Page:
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Tuesday, July 23, 2024
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The Long Way Home

Respect and privacy complement each other. That’s why the classic door to our bathroom at home displays two signs.

Respect and privacy are fundamental to the Bohunk and me.

Whatever your gender or preference, it does not matter who uses our bathroom or which public restroom you choose. With aging comes an urgency for certain toilet functions, and if one of the two public restrooms is locked where I need to go when I need to go, I will use the other. Respectfully.

So, show some respect for the privacy of others and stop the angry tossing of political footballs about who uses what restroom.

Regarding respect, Kristie Rogers’s 2018 article in the Harvard Business Review states that workplace respect is a top priority for workers. She writes, “When you ask workers what matters to them, respect from superiors often tops the list. Yet employees report more disrespectful and uncivil behavior each year.”

That’s not good for business.

More than 80% of workers treated in an un­civil manner spend significant time focused on the bad behavior they experience. Almost half of employees reduce their efforts and dis­play disrespectful treatment toward cowork­ers, vendors, and customers.

Early in my working life, I realized how im­portant it was to respect the leaders I worked for—and it was just as vital that they respected me.

My first real job at 16 was as a busboy at a steakhouse. My boss, the matronly hostess, ex­pected perfection and wasn’t afraid to demand it. Frankly, I was scared crapless of her. Al­though stern, she never disrespected me.

The kitchen manager was the same way. Struggling to fit all five ice cream pails in the top-load freezer, I asked him to help me. “The Lord helps those who help themselves,” he said, returning to the broiler. Some might think that was disrespectful, but I felt tremendous accom­plishment when I got the freezer loaded soon after. Eventually, he made me a cook in the kitchen—a promotion that showed his respect.

Several years later, I got an advanced lesson in workplace respect when working at The Cor­nelius Company in the Halloween Capital of the World, Anoka, MN. It was my first full time job with daytime hours.

My title was Traffic Coordinator, and my boss, Dale Kranig, was the Traffic Manager. Ten years my senior, Dale was a stern taskmas­ter who taught me more about organization and management than any other boss I had. He is still the best boss I ever had.

Our department managed everything from in­bound shipments of raw materials to transport­ing and delivering finished goods to customers worldwide. Our carriers worked in a heavily regulated industry, meaning attention to detail was a priority.

But I will never forget Dale for the respect he showed me.

My desk (this was before they were called workstations) was at the entrance to Dale’s of­fice. Almost every day, a few salesmen from trucking companies, railroads, and steamship lines seeking our business walked past my desk to meet with the boss.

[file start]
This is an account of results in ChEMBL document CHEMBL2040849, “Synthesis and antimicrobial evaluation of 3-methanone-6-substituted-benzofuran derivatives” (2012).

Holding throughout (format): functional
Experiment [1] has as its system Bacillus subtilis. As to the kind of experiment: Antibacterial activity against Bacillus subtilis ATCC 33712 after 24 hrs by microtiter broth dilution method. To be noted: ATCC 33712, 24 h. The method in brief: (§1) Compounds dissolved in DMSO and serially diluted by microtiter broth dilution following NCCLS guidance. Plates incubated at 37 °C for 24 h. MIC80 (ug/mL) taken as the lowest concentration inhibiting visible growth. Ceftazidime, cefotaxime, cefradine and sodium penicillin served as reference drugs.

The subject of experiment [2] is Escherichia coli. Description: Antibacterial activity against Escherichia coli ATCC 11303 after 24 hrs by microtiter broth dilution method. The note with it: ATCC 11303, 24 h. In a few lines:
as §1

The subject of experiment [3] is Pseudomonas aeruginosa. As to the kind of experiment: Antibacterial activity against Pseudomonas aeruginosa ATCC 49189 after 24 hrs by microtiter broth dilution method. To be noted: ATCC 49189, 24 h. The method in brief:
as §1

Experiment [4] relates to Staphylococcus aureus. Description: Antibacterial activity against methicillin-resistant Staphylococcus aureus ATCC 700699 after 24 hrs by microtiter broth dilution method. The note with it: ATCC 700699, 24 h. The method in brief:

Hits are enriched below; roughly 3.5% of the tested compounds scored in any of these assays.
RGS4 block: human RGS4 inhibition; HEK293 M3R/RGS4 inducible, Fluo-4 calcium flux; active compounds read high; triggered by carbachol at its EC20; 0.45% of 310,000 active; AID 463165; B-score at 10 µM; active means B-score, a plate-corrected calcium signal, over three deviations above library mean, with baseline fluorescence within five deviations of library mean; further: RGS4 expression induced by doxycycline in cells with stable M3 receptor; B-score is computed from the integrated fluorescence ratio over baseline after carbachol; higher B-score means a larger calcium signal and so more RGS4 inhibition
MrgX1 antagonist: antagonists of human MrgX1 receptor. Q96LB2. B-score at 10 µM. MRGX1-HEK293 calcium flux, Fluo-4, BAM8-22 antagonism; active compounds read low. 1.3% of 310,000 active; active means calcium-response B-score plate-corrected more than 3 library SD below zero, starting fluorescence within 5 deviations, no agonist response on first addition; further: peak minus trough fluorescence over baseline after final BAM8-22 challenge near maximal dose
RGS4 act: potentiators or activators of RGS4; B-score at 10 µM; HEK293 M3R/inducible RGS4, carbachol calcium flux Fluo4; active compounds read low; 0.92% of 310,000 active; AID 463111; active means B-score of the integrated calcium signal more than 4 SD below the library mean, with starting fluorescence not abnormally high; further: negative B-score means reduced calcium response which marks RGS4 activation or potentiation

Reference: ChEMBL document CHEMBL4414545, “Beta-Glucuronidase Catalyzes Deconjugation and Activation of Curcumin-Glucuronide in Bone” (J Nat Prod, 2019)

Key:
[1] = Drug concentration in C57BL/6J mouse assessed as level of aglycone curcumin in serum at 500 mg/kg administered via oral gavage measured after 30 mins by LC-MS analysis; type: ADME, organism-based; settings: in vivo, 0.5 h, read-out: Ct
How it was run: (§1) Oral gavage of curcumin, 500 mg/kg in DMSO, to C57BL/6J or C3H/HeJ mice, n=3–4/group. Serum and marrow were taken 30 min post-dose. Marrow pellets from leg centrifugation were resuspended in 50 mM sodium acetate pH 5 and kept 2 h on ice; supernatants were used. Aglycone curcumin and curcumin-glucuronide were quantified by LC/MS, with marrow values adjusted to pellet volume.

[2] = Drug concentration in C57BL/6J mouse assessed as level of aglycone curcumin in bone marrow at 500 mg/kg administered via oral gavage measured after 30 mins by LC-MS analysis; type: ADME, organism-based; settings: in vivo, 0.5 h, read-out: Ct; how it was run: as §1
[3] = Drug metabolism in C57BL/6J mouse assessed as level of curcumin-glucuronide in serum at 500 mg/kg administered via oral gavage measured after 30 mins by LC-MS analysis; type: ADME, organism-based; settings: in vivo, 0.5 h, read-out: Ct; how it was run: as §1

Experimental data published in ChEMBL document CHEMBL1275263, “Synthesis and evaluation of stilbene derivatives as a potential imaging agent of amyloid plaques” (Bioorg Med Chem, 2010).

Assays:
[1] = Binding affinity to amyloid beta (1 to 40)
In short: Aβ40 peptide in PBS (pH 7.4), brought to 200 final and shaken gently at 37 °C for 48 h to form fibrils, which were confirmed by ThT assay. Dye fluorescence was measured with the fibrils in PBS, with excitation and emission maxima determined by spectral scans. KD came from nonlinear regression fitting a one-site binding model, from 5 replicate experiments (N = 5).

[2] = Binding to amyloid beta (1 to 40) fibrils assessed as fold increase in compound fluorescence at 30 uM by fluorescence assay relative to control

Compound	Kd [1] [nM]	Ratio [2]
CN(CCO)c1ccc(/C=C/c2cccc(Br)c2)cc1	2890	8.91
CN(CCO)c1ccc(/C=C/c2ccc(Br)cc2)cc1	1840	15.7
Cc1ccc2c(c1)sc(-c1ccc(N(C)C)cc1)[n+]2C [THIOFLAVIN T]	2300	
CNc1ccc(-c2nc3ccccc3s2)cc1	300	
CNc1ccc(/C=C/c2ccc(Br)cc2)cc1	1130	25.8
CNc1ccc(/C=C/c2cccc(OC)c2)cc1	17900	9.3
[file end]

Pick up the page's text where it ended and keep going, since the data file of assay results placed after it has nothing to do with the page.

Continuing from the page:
After a particular rep left the building one day, he told me, “That guy won’t get any busi­ness from us.”

“Why?” said I.

“He walked right by you on the way in and out without speaking to you,” Dale replied. As a good manager, he knew that I needed to be respected by vendors and others to do my job well.

Whether in the restroom or the workplace, everyone should have his/her/their dignity rec­ognized and respected.

Steve Fernlund
Steve Fernlund
Typically these “about me” pages include a list of academic achievements (I have none) and positions held (I have had many, but who really cares about those?) So, in the words of the late Admiral James Stockwell, “Who am I? Why am I here?” I’m well into my seventh decade on this blue planet we call home. I’m a pretty successful husband, father, and grandfather, at least in my humble opinion. My progeny may disagree. We have four children and five grandchildren. I spent most of my professional life in the freight business. At the tender age of 40, early retirement beckoned and we moved to Grand Marais. A year after we got here, we bought and operated the Cook County News Herald, a weekly newspaper in Grand Marais. A sharp learning curve for a dumb freight broker to become a newspaper editor and publisher. By 1999 the News Herald was an acquisition target for a rapidly consolidating media market. We sold our businesses and “retired” again, buying a winter retreat in Nevada. In the fall of 2016, we returned to Grand Marais and bought a house from old friends of ours on the ridge overlooking Lake Superior. They were able to move closer to family and their Mexico winter home. And we came home to what we say is our last house. I’m a strong believer in the value of local newspapers--both online and those you can wrap a fish in. I write a weekly column and a couple of feature stories for the Northshore Journal. I’m most interested in writing about the everyday lives of local people and reporting on issues of importance to them.
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